U.S. insurers may have received 0.3 percent more requests for individual life coverage this past December than in December 2015.
The Braintree, Massachusetts-based MIB Group Inc. says U.S. life insurers checked 0.3 percent more individually underwritten applications against its databases last month than they checked in the year-earlier month.
Overall application activity for the fourth quarter fell 1.2 percent, because application activity was weak in October and November.
Activity for the full year rose 1.3 percent.
Insurers created MIB in 1902, to give themselves a way to share information they could use to verify applications for coverage. The Federal Trade Commission reported in 1995 that it believed MIB was involved with the underwriting of 99 percent of life insurance policies and about 80 percent of disability insurance policies sold in the United States and Canada.
MIB breaks life application activity down by age.
Activity for consumers ages 0 to 44 increased 0.8 percent in December, when compared with December 2015, after being down for most of the rest of 2016.
Activity for consumers ages 45 to 59 fell 1.3 percent in December, year-over-year, and activity for consumers ages 60 and older rose 1.5 percent.
Lee Oliphant, MIB’s chief executive officer, said in a statement about the results that life insurers have been working hard to market to consumers under the age of 45.
Life insurers have been working hard to market to consumers under the age of 45. (Photo: iStock)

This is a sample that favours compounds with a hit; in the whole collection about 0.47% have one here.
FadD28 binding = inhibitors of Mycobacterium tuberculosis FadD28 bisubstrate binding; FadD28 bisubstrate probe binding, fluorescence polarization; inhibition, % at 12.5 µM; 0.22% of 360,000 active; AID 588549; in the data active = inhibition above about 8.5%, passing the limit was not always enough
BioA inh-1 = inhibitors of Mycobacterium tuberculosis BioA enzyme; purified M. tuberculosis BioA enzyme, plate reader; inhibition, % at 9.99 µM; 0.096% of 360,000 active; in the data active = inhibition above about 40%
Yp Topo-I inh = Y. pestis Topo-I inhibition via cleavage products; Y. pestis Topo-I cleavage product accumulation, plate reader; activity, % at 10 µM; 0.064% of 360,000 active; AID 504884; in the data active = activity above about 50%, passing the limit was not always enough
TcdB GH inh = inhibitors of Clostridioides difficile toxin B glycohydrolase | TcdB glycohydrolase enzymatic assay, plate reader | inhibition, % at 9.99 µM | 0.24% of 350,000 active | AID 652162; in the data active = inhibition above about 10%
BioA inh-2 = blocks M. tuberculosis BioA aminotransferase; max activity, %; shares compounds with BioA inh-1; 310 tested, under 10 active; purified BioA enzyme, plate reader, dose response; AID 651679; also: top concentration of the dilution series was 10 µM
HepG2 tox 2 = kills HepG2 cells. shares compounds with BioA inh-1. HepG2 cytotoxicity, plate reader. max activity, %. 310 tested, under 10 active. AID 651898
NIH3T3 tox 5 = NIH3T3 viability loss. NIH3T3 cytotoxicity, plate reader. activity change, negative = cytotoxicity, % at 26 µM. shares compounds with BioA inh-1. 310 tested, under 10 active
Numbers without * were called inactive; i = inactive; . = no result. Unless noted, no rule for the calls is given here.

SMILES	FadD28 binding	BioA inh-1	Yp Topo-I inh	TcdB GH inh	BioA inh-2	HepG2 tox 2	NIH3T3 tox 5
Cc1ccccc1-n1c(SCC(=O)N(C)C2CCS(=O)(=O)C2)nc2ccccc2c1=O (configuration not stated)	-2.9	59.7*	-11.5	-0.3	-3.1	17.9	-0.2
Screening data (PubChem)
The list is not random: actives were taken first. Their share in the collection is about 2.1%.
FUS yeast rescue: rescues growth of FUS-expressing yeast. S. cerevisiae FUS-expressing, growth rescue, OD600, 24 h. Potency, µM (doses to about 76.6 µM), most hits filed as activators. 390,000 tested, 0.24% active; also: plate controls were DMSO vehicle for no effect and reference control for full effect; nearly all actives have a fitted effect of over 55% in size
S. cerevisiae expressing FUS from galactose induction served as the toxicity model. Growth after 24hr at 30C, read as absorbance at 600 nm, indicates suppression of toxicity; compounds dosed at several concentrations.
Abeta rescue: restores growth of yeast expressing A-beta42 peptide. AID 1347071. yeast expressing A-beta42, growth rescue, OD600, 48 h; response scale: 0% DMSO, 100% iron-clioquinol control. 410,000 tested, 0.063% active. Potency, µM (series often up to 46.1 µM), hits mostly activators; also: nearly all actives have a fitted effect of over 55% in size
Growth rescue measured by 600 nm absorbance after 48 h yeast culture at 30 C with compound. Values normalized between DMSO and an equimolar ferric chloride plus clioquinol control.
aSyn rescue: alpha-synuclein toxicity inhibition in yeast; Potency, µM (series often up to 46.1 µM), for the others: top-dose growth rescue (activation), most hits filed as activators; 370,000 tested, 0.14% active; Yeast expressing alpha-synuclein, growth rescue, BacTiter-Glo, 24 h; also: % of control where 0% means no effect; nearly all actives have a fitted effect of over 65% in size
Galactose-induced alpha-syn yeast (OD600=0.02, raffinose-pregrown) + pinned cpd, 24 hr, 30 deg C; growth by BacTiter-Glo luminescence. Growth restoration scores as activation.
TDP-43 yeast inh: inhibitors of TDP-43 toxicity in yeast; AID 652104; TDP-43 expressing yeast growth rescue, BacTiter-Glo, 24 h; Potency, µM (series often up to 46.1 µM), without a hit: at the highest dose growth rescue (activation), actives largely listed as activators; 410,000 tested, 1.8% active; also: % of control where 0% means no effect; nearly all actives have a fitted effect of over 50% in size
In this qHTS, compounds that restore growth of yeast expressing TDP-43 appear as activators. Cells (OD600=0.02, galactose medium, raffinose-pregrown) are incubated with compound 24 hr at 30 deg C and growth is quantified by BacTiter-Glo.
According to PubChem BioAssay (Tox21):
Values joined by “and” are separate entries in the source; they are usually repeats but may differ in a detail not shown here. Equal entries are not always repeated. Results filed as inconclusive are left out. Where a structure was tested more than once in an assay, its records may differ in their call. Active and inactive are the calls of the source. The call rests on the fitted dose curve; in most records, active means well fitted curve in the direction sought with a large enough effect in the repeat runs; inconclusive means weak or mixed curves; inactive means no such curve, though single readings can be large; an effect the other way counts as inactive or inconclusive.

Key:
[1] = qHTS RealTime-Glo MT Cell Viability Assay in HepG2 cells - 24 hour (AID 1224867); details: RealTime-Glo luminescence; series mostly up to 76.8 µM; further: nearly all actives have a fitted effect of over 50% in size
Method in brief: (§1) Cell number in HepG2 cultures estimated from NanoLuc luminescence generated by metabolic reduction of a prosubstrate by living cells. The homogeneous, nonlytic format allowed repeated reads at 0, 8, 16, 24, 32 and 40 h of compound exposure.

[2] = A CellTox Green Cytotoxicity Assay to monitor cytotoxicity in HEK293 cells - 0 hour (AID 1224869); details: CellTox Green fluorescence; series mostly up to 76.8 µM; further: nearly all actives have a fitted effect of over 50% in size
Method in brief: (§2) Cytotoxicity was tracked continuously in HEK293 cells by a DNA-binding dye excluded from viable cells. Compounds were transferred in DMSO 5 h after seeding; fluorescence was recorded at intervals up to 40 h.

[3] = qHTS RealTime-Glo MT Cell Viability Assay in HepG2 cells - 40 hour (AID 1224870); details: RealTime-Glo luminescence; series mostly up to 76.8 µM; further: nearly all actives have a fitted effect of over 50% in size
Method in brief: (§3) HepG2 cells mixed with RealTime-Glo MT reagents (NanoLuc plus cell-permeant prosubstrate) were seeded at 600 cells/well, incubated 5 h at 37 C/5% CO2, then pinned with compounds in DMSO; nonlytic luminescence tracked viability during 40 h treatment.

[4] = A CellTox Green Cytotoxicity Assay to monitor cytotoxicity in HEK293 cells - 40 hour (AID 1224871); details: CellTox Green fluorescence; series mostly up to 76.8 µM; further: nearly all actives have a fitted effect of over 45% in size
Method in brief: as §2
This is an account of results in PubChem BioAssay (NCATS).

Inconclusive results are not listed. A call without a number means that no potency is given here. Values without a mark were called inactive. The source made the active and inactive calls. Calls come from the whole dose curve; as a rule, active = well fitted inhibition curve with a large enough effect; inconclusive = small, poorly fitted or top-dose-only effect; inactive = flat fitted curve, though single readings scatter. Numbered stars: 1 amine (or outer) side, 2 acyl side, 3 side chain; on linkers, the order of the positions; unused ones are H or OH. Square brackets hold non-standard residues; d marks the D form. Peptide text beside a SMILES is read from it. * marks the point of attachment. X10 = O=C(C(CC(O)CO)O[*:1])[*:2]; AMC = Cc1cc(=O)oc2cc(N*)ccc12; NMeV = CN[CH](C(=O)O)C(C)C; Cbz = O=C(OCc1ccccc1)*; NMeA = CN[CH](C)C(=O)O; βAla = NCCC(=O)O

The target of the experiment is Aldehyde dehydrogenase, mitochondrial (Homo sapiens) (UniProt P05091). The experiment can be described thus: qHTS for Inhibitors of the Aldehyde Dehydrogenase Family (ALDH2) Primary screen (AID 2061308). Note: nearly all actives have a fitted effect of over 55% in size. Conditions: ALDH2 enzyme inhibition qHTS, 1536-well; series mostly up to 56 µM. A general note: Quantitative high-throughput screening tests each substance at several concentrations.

“Over the past years, we’ve seen the industry achieve solid growth in reaching younger-age applicants,” Oliphant said.
But life insurers face an uphill battle to increase sales to applicants under the age of 45, because most of the adults in that age group are members of the younger half of generation X, which started in 1965 and ended in 1980, or are members of the millennial generation, which started in 1981 and ended in 1997.
From 1973 through 1977, when consumers ages 40 to 44 were born, U.S. mothers were having only about 3 million babies per year. The number of babies born in the United States began to rise in 1978 and reached about 4 million in 1990, when the consumers who are now turning 27 were born. The number of U.S. babies born each year has hovered around 4 million ever since, suggesting that application activity among consumers ages 20 to 39 could now benefit from the growth in the number of U.S. people born starting around 1978.
Immigration could help increase the number of prime-age prospects.
Thanks to immigration, U.S. Census tables, show, for example, that the United States was home to a total of about 3.85 million consumers born in 1976 in 2014, not just 3 million.
The Census Bureau found 3.97 consumers born in 1977.
The prospect numbers increase for younger ages. Agents who choose to hone in solely on consumers born in 1990 will have 4.7 million targets for their marketing efforts.
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